As the worst storm in recent Connecticut history started to tear through the northeast in late October, the inevitable happened: authorities closed the Merritt Parkway.
Like the two major weather events before Hurricane Sandy — the tropical storm in August 2011 and the fierce snowstorm of October that year — the Parkway was shut to the public for some 48 hours because of the dangerous conditions. For dangerous conditions read "falling trees".
The Merritt is more prone to trees falling on the roadway because it isn't subject to the 30-foot clear-zone stipulation that apply to other major state highways such as I-91. Trees grow within a 15-feet margin at the sides of the pavement, not to mention on the median as well.
The parkway, with its fine landscaping and architecturally significant bridges, gets special measures from the DOT because it is designated as a State Scenic Road, a National Scenic Byway and it's on the National Register of Historic Places. "The Merritt Parkway is unique among highways in Connecticut," says DOT spokesman Kevin Nursick. "We have to treat it very much differently."
The work on chopping down trees such as pines, cedars, oaks, and maples started in earnest after Sandy and will continue through December. Nursick says the overwhelming majority of trees being felled are diseased, damaged, or otherwise compromised because of the three recent punishing storms. A "very small fraction" will get the chop solely because of their proximity to the road, he says.
The DOT is acutely aware of the consequences of falling trees. In 2007 a couple were killed when a tree tumbled on their car in Westport. Their two young sons survived the accident and a multi-million dollar claim against the state for negligence is in active litigation. As if to emphasize the dangers posed by the trees, one toppled onto the parkway on Dec. 5 in Greenwich, just as DOT tree crews a few miles away were hard at work. No cars were hit by the tree, which fell in a section of the roadway that sees an average of 57,000 vehicles a day.
The tree work "has got to be done," says the DOT's Nursick. "Aesthetics is part of it, but the safety of the public is key. Human life is going to be the priority. This is going to trump all other concerns."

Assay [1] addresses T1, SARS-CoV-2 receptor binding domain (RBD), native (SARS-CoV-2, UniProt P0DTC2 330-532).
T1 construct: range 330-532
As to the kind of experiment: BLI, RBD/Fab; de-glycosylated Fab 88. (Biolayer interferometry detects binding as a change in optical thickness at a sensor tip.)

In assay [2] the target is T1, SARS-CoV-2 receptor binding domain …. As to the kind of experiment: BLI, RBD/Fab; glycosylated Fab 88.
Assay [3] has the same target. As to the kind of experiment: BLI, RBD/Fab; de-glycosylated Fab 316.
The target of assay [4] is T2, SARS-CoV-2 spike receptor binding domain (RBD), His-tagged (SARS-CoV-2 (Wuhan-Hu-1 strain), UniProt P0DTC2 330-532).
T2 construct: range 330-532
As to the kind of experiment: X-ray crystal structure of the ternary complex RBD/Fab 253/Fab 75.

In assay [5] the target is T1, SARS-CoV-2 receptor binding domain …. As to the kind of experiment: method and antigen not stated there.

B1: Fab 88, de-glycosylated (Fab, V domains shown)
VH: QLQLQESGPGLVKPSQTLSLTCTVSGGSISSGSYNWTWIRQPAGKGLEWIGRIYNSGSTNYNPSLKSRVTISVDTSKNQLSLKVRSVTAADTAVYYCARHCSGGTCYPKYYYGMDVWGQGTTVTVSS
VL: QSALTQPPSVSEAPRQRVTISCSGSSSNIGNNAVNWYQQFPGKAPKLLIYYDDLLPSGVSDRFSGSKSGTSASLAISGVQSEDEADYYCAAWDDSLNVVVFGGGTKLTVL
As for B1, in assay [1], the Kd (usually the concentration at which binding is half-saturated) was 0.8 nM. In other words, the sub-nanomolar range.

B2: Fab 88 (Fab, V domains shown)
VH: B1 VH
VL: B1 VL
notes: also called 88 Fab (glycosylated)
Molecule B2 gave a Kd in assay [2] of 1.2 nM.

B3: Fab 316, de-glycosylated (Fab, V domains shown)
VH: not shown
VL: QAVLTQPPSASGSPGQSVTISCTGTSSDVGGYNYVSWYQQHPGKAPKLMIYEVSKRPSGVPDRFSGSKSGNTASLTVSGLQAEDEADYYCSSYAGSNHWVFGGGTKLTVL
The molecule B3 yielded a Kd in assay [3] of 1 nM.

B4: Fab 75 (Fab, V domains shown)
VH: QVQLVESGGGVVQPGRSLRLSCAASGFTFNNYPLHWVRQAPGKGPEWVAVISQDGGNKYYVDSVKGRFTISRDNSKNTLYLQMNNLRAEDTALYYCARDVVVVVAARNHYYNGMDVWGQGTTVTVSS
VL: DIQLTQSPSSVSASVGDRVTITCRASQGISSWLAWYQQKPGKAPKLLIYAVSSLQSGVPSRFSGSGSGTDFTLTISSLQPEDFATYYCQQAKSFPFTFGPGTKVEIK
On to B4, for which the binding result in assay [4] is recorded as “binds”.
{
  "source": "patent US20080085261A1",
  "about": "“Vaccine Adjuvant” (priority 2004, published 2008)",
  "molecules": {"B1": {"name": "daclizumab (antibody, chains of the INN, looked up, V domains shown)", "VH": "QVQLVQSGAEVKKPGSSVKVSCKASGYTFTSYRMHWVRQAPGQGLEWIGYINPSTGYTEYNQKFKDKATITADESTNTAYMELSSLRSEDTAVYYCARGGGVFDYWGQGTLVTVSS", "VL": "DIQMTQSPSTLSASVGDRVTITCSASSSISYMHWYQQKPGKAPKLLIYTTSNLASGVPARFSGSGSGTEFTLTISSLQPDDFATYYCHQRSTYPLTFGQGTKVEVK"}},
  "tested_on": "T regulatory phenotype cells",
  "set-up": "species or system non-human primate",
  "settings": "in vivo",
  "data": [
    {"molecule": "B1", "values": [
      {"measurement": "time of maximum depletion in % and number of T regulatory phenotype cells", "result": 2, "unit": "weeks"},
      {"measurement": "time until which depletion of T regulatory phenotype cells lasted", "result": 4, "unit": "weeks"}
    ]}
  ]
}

However long-time New Canaan resident and tree activist Andrea Sandor thinks that the DOT is going overboard on tree-cutting. The work "is going to hit Connecticut with a big ugly stick," says Sandor, who met and interviewed W. Thayer Chase, the chief landscape architect for the Merritt Parkway, before his death in 2003. "What was once a beautiful, living, lively landscape now lies in heaps along side the road. This is a national treasure. It used to be magical.''
Any changes to the Merritt tend to stir a reaction. In 2006 groups including the Merritt Parkway Conservancy, the non-profit formed in 2001 to help preserve the roadway, and the Sierra Club successfully blocked a DOT plan to massively overhaul the interchange with Main Avenue and Route 7 in Norwalk. More recently, critics have voiced concerns about the safety and the cost of a mooted trail alongside the Merritt for bikers and pedestrians. The National Trust for Historic Preservation in 2010 put the Merritt on its list of the 11 most endangered historic places because of "neglect" and "poor planning".
Still, the Merritt Parkway Conservancy supports the DOT's current efforts on felling hazardous trees. After Sandy blew through the state, Executive Director Jill Smyth and a DOT official drove together to survey damage. "The hurricane severely impacted a great deal of trees along the parkway," says Smyth. "Safety comes first. That's our priority just as it is theirs."
The Connecticut DOT has more money to spend on tree maintenance than previously, so more felling throughout the state's network of roads and highways can be expected. This year's budget of $1 million will jump to $3 million next year, with a crew of 50 workers.
As for the current project, the DOT's Nursick concedes that felling trees in the winter "just makes a bleak landscape look a little bit bleaker." But he urges road users not to cast judgment until the leaves start emerging in the spring. "We're not being wanton or irresponsible about it. [The landscape] will look just fine."